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United States Court of Appeals, Sixth Circuit.

UNITED STATES of America, Plaintiff-Appellee, v. Eric Daniel BURROWS, Defendant-Appellant.

No. 19-4155

Decided: October 16, 2020

BEFORE: CLAY, GIBBONS, and NALBANDIAN, Circuit Judges. Brian Scott Deckert, Assistant Attorney General, Office of the U.S. Attorney, Cleveland, OH, for Plaintiff-Appellee Leif B. Christman, Law Offices, Cleveland, OH, for Defendant-Appellant


Eric Burrows pled guilty to receiving, accessing with intent to view, and possessing child pornography. His Sentencing Guidelines range was 97 to 121 months in prison. The district court sentenced him to 97 months. Burrows appeals, arguing that his sentence is substantively unreasonable. Because the sentence is reasonable and the district court didn't abuse its discretion, we AFFIRM.



In 2012, Homeland Security Investigations began to investigate a fee-based website called “Website M,” which sold child pornography. The website required users to have a username and password before they could use it. But once users set these up, they could purchase passwords for folders containing images and videos of child pornography and child erotica. After a user paid for a password, the website automatically emailed the user with the password to access the folder.

During its investigation into Website M, Homeland Security analyzed payment processor records associated with the website and identified users who made multiple purchases from the site. Through this and other investigation, Homeland Security determined that Eric Burrows bought several files from Website M between 2017 and 2018.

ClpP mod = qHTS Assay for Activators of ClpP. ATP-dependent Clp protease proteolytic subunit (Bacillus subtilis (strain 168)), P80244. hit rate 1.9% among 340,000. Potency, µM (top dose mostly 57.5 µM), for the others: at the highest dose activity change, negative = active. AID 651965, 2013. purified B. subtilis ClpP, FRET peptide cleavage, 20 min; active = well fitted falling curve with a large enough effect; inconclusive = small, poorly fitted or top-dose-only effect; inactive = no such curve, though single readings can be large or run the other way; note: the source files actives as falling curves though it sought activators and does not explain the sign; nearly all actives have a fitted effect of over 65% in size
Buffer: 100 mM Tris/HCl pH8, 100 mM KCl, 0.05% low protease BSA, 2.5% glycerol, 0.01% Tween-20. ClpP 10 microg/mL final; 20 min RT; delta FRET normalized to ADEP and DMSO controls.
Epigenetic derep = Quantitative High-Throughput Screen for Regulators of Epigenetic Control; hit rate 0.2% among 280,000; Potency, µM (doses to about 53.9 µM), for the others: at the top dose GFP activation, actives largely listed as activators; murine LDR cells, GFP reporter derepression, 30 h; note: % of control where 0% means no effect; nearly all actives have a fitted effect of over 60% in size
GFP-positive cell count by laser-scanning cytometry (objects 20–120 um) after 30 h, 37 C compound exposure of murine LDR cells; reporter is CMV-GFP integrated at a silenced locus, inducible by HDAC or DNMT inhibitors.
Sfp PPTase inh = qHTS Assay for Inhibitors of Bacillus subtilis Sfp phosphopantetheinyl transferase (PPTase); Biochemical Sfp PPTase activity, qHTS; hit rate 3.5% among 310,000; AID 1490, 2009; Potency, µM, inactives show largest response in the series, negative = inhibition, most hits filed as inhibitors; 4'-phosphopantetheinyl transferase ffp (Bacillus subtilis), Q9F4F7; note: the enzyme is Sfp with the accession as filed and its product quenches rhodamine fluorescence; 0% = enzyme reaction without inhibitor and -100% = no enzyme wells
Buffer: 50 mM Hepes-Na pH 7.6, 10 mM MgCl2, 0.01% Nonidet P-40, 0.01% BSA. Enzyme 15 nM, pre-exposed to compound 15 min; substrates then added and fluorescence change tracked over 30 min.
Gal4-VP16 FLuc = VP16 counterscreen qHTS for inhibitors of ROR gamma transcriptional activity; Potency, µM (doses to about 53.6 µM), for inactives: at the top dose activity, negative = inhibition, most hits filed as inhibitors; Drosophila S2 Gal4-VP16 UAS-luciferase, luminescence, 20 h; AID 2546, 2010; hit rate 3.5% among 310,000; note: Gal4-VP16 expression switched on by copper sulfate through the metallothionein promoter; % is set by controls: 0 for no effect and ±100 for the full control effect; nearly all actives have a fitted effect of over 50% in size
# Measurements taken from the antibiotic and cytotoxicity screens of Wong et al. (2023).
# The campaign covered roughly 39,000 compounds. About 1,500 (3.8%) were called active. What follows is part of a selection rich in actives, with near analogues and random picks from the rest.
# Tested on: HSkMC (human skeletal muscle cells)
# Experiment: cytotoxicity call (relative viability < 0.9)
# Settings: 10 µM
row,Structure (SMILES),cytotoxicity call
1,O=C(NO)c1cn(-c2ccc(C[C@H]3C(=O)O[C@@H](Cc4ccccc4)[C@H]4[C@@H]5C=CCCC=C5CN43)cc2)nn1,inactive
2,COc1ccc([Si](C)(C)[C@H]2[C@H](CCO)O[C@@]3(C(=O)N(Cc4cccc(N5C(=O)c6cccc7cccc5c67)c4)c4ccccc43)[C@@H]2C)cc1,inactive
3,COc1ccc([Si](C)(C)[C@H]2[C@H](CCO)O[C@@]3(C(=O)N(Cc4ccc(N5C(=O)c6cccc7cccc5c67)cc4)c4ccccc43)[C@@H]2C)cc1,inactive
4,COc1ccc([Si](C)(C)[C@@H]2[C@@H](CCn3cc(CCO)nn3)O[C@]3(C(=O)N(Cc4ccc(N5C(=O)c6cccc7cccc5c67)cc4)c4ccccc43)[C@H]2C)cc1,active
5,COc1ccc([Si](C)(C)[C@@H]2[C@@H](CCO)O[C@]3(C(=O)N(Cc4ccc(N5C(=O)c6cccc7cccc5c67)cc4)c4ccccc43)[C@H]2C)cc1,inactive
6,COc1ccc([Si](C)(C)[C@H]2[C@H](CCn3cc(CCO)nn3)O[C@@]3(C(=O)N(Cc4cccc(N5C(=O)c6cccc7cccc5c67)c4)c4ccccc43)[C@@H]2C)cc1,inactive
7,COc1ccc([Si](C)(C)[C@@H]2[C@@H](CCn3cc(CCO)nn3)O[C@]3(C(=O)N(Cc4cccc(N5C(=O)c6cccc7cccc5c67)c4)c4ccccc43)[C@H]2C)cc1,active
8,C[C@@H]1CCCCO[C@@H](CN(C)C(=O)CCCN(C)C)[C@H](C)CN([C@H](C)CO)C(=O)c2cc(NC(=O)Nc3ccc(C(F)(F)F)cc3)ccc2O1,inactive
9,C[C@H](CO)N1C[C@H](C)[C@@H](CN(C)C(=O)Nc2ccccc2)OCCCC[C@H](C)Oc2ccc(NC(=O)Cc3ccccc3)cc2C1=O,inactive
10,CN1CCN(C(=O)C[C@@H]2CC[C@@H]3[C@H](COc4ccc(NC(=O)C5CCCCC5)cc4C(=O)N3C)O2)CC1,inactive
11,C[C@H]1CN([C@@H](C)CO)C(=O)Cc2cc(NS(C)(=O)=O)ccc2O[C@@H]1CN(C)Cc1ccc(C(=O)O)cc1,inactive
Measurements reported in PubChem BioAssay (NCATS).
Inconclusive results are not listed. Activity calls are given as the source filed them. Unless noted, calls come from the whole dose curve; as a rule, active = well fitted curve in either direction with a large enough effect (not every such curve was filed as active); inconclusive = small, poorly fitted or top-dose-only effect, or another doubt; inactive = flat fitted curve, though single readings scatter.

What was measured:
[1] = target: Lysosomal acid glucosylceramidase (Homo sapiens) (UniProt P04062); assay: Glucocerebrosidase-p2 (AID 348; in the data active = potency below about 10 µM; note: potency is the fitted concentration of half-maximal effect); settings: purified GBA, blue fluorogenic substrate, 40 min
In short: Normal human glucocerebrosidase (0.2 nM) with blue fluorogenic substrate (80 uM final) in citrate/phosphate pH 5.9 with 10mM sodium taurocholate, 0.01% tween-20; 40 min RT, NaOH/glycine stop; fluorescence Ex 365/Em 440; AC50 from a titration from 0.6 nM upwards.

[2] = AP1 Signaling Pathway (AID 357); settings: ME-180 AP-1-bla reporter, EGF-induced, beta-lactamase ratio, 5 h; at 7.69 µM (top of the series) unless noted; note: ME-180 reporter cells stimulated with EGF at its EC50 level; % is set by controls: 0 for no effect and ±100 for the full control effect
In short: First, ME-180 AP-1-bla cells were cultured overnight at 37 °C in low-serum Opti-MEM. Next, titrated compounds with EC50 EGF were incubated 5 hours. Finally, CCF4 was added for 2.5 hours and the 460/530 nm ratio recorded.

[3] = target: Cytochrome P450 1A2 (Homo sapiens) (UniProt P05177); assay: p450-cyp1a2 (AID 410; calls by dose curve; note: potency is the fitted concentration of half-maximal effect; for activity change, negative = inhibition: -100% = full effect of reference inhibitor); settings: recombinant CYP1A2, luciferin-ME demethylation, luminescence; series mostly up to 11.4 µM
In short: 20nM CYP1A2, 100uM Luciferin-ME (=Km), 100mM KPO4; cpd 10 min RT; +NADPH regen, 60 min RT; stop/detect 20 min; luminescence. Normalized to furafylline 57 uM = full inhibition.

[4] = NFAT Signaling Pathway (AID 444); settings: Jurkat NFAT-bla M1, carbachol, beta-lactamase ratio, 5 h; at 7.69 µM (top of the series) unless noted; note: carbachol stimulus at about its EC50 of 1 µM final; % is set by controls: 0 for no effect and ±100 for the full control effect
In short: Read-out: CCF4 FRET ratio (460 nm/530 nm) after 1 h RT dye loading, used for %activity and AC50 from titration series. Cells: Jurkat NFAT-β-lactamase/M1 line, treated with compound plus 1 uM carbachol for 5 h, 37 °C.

Based on this evidence, federal agents executed a search warrant at Burrows's car repair shop in Elyria, Ohio. During the search, they discovered two devices with child pornography containing nearly 10,000 images of child abuse material, including fifty-two videos. Among the images and videos Burrows bought were naked prepubescent girls performing various sex acts on themselves. Multiple involved adult men performing sex acts on toddlers. Others featured prepubescent girls whipping or pretending to choke themselves. Many displayed the girls’ genitals. The devices also contained another 167,713 images of child exploitative material.

In an interview with federal agents, Burrows admitted that the email address associated with the Website M purchases was his and that no one else had access to it. Still, Burrows at first denied buying and viewing child pornography. But when the interviewing agent pressed him, he changed his tone, claiming that he “didn't think it was porn” and “didn't look at it as porn”—“it” referring to “naked images of young women.” (R. 25, Presentence Investigation Report, PageID # 177.) And Burrows then volunteered to the agent that the age of consent was “like 15, 16 years old. Not that I've ever had sex with a child, but anyways. Just throwing it out there.” (Id.) When the agent asked Burrows about the youngest child he saw in naked images, Burrows replied that he thought his purchases might've included some nine- or ten-year-old children by mistake. (Id.) That ended the interview—Burrows asked for a lawyer shortly after.